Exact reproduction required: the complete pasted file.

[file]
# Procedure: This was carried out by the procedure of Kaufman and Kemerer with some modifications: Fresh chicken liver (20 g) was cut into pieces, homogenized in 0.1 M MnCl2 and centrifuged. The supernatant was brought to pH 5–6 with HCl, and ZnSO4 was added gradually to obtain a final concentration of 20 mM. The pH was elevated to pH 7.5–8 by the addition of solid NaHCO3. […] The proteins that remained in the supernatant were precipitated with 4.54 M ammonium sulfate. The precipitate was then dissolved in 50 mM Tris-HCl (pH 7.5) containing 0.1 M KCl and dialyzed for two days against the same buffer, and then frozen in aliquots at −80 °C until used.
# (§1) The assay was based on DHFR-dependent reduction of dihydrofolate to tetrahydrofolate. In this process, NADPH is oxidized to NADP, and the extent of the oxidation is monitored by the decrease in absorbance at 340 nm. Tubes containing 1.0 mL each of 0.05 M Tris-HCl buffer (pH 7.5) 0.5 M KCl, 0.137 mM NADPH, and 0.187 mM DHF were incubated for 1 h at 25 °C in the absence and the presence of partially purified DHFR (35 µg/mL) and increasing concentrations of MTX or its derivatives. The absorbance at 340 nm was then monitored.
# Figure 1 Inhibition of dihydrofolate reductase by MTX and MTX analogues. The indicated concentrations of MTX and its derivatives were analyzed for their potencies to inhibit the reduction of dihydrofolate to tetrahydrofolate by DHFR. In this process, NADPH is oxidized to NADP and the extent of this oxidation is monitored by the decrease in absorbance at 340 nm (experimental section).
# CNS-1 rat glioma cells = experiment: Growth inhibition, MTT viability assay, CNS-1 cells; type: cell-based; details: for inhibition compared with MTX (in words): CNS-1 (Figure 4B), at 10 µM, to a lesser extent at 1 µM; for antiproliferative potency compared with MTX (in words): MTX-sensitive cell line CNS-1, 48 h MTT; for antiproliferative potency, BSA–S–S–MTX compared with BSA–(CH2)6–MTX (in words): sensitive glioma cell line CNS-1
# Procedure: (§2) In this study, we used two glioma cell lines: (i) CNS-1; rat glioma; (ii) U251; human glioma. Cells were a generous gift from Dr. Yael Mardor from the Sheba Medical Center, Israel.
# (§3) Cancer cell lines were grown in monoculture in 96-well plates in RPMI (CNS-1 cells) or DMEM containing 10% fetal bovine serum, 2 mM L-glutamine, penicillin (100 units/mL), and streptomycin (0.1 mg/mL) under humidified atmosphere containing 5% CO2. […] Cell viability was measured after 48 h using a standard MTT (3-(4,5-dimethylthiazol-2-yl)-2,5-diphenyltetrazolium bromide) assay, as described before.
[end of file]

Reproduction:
# Procedure: This was carried out by the procedure of Kaufman and Kemerer with some modifications: Fresh chicken liver (20 g) was cut into pieces, homogenized in 0.1 M MnCl2 and centrifuged. The supernatant was brought to pH 5–6 with HCl, and ZnSO4 was added gradually to obtain a final concentration of 20 mM. The pH was elevated to pH 7.5–8 by the addition of solid NaHCO3. […] The proteins that remained in the supernatant were precipitated with 4.54 M ammonium sulfate. The precipitate was then dissolved in 50 mM Tris-HCl (pH 7.5) containing 0.1 M KCl and dialyzed for two days against the same buffer, and then frozen in aliquots at −80 °C until used.
# (§1) The assay was based on DHFR-dependent reduction of dihydrofolate to tetrahydrofolate. In this process, NADPH is oxidized to NADP, and the extent of the oxidation is monitored by the decrease in absorbance at 340 nm. Tubes containing 1.0 mL each of 0.05 M Tris-HCl buffer (pH 7.5) 0.5 M KCl, 0.137 mM NADPH, and 0.187 mM DHF were incubated for 1 h at 25 °C in the absence and the presence of partially purified DHFR (35 µg/mL) and increasing concentrations of MTX or its derivatives. The absorbance at 340 nm was then monitored.
# Figure 1 Inhibition of dihydrofolate reductase by MTX and MTX analogues. The indicated concentrations of MTX and its derivatives were analyzed for their potencies to inhibit the reduction of dihydrofolate to tetrahydrofolate by DHFR. In this process, NADPH is oxidized to NADP and the extent of this oxidation is monitored by the decrease in absorbance at 340 nm (experimental section).
# CNS-1 rat glioma cells = experiment: Growth inhibition, MTT viability assay, CNS-1 cells; type: cell-based; details: for inhibition compared with MTX (in words): CNS-1 (Figure 4B), at 10 µM, to a lesser extent at 1 µM; for antiproliferative potency compared with MTX (in words): MTX-sensitive cell line CNS-1, 48 h MTT; for antiproliferative potency, BSA–S–S–MTX compared with BSA–(CH2)6–MTX (in words): sensitive glioma cell line CNS-1
# Procedure: (§2) In this study, we used two glioma cell lines: (i) CNS-1; rat glioma; (ii) U251; human glioma. Cells were a generous gift from Dr. Yael Mardor from the Sheba Medical Center, Israel.
# (§3) Cancer cell lines were grown in monoculture in 96-well plates in RPMI (CNS-1 cells) or DMEM containing 10% fetal bovine serum, 2 mM L-glutamine, penicillin (100 units/mL), and streptomycin (0.1 mg/mL) under humidified atmosphere containing 5% CO2. […] Cell viability was measured after 48 h using a standard MTT (3-(4,5-dimethylthiazol-2-yl)-2,5-diphenyltetrazolium bromide) assay, as described before.